1. Everyone’s schedule and body are different but I have had almost no problem with morning BGs and dawn phenomenon in a long time. What seems to work for me is more related to sleep and stress in general rather than my Lantus injections (I use MDIs, not a pump).

    I am lucky in that my job is usually late morning or later, so I never have to get up with an alarm. I wake up naturally every day, whenever my body is ready. And I don’t sleep in on weekends. So seven days a week I am up between 7:30~9:00, naturally and generally well-rested.

    Plus I try to avoid screens before bed – computer and phone and TV. I’ll read my blue light-less Kindle or a book or nothing.

    All of that seems to make my pre- and post-breakfast BGs behave very well. I used to try to fix these problems with different insulin approaches but being calm, unstressed, and well-rested is what really made the difference.

  2. Ohhh dawn phenomenon! How badly it can screw everything up. Its good when you get it though. I havent had to change my night & morning rates to account for any changes in over a year now, I’m on a streak! But it does rely heavily on going to bed with good BGLs.

    I had a giggle when you said 9am is not a sleep in for you. I get up at 6am every day, whether I want to or not (damn body clock!). 7 am is definitely a sleep in for me. I wish I could sleep in until 9am. But when I think of my uni student days 9am was normal and 11am was a sleep in. Its funny how things change & how normal hours differ for everyone. I have to start my higher basal rate at 3am to account for wake up hormones at 6am.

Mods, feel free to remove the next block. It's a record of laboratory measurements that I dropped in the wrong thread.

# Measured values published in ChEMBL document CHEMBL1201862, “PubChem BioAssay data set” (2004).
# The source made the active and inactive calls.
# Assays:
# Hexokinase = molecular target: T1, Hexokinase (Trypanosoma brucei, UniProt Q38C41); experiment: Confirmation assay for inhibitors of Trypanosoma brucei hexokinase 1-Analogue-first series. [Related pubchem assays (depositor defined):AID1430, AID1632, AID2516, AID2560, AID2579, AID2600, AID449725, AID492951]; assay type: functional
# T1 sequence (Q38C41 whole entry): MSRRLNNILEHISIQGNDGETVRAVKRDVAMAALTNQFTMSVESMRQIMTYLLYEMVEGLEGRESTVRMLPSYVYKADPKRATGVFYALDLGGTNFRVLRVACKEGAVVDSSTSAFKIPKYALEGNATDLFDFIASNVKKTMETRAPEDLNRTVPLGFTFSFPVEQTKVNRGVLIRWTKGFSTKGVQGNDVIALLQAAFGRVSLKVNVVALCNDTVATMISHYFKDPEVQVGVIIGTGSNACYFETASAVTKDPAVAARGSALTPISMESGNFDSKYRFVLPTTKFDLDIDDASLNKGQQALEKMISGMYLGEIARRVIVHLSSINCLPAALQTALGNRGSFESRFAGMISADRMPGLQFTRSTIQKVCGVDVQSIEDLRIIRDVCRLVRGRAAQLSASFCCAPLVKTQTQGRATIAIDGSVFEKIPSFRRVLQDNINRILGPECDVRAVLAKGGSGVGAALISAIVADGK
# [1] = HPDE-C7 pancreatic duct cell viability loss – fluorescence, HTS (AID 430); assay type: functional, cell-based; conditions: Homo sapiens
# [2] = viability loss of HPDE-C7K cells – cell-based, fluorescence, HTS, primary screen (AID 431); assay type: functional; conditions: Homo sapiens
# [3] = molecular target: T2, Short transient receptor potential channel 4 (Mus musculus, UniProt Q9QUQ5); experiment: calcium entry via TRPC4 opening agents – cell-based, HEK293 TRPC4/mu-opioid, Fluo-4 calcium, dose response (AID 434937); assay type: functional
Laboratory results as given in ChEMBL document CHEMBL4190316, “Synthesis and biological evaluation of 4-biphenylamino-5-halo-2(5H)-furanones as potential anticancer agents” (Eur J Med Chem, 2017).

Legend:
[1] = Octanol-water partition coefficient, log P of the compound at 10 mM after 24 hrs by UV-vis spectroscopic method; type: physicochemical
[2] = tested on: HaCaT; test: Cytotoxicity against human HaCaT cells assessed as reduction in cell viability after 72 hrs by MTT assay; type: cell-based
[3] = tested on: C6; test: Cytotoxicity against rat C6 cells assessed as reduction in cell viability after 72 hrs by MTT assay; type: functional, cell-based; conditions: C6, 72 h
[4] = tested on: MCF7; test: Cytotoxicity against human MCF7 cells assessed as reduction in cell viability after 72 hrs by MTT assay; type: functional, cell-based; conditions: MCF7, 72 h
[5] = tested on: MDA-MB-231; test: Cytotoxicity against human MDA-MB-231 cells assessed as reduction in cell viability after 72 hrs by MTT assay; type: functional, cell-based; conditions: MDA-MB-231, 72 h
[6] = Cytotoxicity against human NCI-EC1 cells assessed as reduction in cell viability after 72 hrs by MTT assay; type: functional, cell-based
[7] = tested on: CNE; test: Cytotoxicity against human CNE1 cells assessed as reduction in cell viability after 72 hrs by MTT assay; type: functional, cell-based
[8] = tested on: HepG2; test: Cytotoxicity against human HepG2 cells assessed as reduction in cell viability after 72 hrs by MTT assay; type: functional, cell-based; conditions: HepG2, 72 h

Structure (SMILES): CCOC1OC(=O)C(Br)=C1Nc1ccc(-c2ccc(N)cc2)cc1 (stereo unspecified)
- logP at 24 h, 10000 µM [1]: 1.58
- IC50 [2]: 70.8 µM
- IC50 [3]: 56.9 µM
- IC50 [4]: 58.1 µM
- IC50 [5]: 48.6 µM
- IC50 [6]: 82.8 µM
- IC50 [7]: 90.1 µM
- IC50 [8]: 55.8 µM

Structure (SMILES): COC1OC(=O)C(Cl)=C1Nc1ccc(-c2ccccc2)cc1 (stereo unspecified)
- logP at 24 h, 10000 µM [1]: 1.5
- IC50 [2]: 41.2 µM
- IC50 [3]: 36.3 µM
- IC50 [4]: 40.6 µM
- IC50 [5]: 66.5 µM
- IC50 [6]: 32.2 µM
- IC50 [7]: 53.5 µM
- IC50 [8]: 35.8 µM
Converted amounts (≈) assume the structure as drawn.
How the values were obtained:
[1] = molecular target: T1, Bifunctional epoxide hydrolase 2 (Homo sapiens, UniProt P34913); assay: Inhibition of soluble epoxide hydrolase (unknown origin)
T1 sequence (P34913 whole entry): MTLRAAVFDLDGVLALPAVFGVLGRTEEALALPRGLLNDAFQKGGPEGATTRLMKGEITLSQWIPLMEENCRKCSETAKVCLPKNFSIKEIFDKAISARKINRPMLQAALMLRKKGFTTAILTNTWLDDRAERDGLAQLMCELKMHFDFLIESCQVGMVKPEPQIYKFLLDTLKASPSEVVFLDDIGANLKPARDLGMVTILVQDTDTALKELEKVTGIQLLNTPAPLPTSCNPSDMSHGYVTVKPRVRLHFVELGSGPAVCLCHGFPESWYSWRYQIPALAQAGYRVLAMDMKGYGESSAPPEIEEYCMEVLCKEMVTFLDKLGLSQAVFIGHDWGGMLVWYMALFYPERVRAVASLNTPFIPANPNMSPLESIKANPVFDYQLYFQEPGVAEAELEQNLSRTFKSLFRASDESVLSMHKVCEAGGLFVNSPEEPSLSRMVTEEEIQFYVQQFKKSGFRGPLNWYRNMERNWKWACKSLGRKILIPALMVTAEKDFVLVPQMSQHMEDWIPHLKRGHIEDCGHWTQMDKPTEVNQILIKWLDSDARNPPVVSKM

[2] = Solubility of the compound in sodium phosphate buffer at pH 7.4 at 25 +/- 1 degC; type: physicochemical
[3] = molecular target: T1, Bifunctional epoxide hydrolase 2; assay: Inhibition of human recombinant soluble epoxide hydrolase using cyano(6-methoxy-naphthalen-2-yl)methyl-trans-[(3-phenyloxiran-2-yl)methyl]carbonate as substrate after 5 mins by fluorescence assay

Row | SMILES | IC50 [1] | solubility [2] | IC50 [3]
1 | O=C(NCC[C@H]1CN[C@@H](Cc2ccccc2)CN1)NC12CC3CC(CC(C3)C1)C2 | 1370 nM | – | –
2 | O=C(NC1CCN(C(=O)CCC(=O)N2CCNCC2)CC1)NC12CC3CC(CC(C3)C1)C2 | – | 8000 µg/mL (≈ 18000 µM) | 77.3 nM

• I think routine is key to consistency in basal rates….mine has been a little erratic lately, cue lots of changes. And 9am is definitely a very late sleep in for me…I can’t stand the thought of sleeping through the day!

  3. Michael

    Hi Frank
    I noticed that your basal rates vary significantly on the display on your pump – by as much as 400% from 8 am to 4.30am, and that in your blog you talk about changing your basal rates the night before you go to work. Did you do fasting tests to determine to determine your basal rates when your pump was set up?

    • Hi Michael, so first I did a basal test for my evening window 12am-6am. Once that was right, I did a basal test for the morning window 6am-12pm. The higher basal rate at 4.30am is to cover dawn phenomenon when I wake up. The rates then gradually go down at 7 and 8am when I start working and doing physical activity, and my insulin is more sensitive. Does that answer your question?

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